AD8628/29/30, thermopile application, power supply decoupling?

We are attempting to use an AD8630 to amplify the signals from four thermopiles.  This amplifier was recommended by Dexter Research, a thermopile manufacturer.  One thermopile is equipped with broad-band optical window which admits a lot of light, and the others have narrow-band windows.  Our stronger signals are showing oscillating behavior with a long time constant, around 2 seconds.

I set up an experiment in which I exposed our sensor to ambient conditions, then placed it in front of a blackbody radiator, and finally returned it to its original position.  This is what I consider a good result.  It comes from one of our weak, narrow-band detectors.  The gain is very high, 22000 X in a single stage, but it appears to be clean.  

The horizontal time scale in all graphs is 2.0 seconds / division.  The vertical voltage scale in this graph is 50 mV / division.

Our broadband detector admits more light.  The gain is 1200 X but the raw signal is stronger.  When I repeated the experiment above, I obtained this.  Notice the strong peaks on the leading edge of the pulse, and the long settling times on both the rising and falling edge.  Vertical scale = 200 mV / division.

I was concerned that my movement of the sensor was not very exact, so I repeated the experiment with the sensor fixed in place.  I blocked the black body with an insulating Styrofoam sheet, and raised and lowered the sheet to record the response and the recovery.  I observed the small signal and the large simultaneously.  This setup improved the large-signal response, but there is still ringing on the rising and falling edges, and ripple on the top.  Vertical scale = mixed, 50 mV / division for the lower signal and 200 mV / division for the upper signal.

I was looking through the AD8628/29/30 data sheet and noticed that a thermopile amplification circuit is shown in Figure 62.  Surprisingly, a decoupling capacitor is shown connected to the 5V supply.  This is not something I normally expect to see in a linear circuit, but after seeing it I realized that the switching circuitry in the zero-drift circuitry may demand variable amounts of current.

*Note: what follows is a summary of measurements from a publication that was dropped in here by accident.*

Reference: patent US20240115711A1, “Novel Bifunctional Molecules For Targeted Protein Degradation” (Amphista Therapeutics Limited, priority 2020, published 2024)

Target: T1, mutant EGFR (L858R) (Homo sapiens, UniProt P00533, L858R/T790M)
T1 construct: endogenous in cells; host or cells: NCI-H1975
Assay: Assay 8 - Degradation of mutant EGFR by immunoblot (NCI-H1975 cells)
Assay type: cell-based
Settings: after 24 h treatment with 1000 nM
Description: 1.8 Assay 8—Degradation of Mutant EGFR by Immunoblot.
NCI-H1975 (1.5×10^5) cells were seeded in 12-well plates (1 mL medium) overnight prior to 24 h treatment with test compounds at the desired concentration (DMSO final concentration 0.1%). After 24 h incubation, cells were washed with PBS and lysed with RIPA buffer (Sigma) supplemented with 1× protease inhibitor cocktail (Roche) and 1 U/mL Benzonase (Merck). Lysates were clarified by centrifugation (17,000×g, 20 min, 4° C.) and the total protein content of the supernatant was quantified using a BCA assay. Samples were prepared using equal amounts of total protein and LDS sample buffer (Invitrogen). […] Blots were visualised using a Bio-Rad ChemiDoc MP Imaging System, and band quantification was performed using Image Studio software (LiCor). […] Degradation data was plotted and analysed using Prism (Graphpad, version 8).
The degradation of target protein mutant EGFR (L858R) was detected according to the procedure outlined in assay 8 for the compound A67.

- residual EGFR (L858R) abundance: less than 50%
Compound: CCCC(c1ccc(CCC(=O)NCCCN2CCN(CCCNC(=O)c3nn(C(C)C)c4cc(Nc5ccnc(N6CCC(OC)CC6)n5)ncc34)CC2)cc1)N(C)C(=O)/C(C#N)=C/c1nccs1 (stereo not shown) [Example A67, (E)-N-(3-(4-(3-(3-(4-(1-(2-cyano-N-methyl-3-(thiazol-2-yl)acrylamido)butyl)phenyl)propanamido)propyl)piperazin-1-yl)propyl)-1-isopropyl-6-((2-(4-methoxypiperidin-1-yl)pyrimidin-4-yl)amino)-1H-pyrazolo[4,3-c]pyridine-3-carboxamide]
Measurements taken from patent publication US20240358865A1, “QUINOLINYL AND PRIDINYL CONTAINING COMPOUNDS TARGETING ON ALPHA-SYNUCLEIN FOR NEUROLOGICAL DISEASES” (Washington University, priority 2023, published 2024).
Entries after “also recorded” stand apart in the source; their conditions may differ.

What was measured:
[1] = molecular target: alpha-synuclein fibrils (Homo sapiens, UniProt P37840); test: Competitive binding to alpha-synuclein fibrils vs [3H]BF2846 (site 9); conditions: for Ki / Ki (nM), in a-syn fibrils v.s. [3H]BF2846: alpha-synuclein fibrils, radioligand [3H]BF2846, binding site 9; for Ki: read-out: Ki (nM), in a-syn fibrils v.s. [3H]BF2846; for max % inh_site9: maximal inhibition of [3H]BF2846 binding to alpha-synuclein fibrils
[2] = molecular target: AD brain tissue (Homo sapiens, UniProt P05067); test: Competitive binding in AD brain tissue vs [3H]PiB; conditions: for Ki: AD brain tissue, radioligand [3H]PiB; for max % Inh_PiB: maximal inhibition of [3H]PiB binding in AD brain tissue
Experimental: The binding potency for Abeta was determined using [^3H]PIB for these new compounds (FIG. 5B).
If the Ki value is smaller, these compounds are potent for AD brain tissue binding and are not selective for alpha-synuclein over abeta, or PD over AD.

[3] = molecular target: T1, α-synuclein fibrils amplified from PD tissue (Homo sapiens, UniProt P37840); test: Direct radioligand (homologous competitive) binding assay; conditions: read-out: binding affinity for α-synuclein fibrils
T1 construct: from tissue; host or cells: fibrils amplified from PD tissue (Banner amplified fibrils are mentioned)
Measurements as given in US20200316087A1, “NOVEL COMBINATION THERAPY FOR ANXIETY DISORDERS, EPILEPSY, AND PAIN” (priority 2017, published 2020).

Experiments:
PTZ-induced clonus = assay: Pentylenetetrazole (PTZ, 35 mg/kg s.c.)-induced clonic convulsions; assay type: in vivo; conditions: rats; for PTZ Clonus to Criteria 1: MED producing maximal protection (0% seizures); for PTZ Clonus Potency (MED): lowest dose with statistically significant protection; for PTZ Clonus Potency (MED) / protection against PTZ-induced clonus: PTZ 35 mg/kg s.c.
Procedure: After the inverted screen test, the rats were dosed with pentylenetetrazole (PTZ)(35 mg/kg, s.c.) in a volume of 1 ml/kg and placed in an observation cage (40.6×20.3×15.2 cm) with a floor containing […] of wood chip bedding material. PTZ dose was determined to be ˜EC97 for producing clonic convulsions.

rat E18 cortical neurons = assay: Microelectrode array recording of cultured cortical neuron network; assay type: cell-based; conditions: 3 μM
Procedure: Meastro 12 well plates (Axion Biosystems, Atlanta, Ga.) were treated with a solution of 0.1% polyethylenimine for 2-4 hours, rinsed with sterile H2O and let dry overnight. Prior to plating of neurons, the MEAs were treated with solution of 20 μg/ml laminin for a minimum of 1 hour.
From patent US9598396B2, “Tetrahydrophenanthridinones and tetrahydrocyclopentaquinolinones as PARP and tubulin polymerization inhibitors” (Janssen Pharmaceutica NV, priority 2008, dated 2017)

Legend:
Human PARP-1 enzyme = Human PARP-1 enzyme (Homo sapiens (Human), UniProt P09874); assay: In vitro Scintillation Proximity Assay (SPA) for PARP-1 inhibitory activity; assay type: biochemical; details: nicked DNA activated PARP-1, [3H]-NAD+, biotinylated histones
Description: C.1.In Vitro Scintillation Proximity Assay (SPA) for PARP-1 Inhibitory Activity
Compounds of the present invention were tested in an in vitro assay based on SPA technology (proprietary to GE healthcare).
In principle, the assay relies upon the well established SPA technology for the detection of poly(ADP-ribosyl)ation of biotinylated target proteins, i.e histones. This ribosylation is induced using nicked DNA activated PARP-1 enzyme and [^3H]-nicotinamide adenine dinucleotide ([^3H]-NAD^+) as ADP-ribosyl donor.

My circuit does not have a decoupling capacitor.  Adding one will be a chore, but I will figure something out if it will help.  Because I am testing thermopiles, I had to manufacture a PCB with an EMI shield from the start, a breadboard was too noisy to test.  Could the absence of a decoupling capacitor be compromising my signals?  What value should I use for this capacitor?  It is not described anywhere in the data sheet.

Thanks for your assistance.

  • John,

      Sometimes for the sake of clarity and simplicity, schematics are shown without bypass caps.  But everybody "knows" they are needed

    on each analog and digital part.  In fact, there are some schematics that don't show the power pins on an op amp at all.   Again, it's

    understood the op amp needs to be powered.

      WRT to your problem, if the thermopile is ten feet away, you have a nice antenna that will pick up every thing in the spectrum.

    You can add some R-C filtering, both common mode and normal mode, similar to fig 5-24 in the InAmp handbook, 3rd edition.

    Can you post your schematic?


  • Hello Harry,

    Thank you very much for your reply.  I have limited experience with specialized op-amps, but I have seen Class A amplifiers on production boards with no decoupling capacitors.

    Here is my schematic.  U1 is the four-channel thermopile sensor.  The feedback loop on each op-amp is identical, and implements low-pass filtering with a -3 dB point of 5 Hz.  I want the DC signal, so I do not plan to use AC coupling anywhere in my system.  My shunt resistors (R5-R8) can be quite small.

    Here are some pictures of the actual PCB, which is 35 mm in diameter. The TO metal can containing the thermopiles is grounded.  The connections between the sensor and the op-amp are all < 14 mm in length, and are completely EMI shielded. 

    If I try to operate the sensor without the EMI shield in place, the outputs can be nearly meaningless.  I observe the expected 60 Hz oscillations from the environment, but I can also get strong signals in the 500 - 1000 Hz range. The weaker signals actually look better.  The stronger input signals have larger oscillations.  I think I might be seeing intermodulation distortion between the ambient 60 Hz signal and the chopper / zeroing circuitry. 

    I will try to hack in a decoupling capacitor connecting V+ to GND, to see whether I can improve the system performance.  At some point, V- and GND may also become distinct voltages.  That isn't possible with this PCB.  I am redesigning it in any case.  I may need to add a decoupling capacitor for the V- rail.

    Thanks for any further suggestions and advice.

  • Extra solder dot near U1 shorting out pins 3 and 4.  Did you build your PC from the schematic netlist?


  • To take the oscilloscope pictures I showed, I attached 10 cm unshielded jumper wires to J3.  These wires are in turn clipped to the oscilloscope probes.  These are the amplifier outputs, not the inputs.  As I showed above, the signals are in the 100 - 800 mV range on J3, and the weaker signal was actually the cleaner of the two.

    This is version 1 of our PCB.  Version 2 will also include an analog-to-digital converter, but we lack the ability to solder a QFN package in-house.  When this PCB is not connected to an oscilloscope, J2 and J3 connect to a female pin receptacle mounted on one of these boards: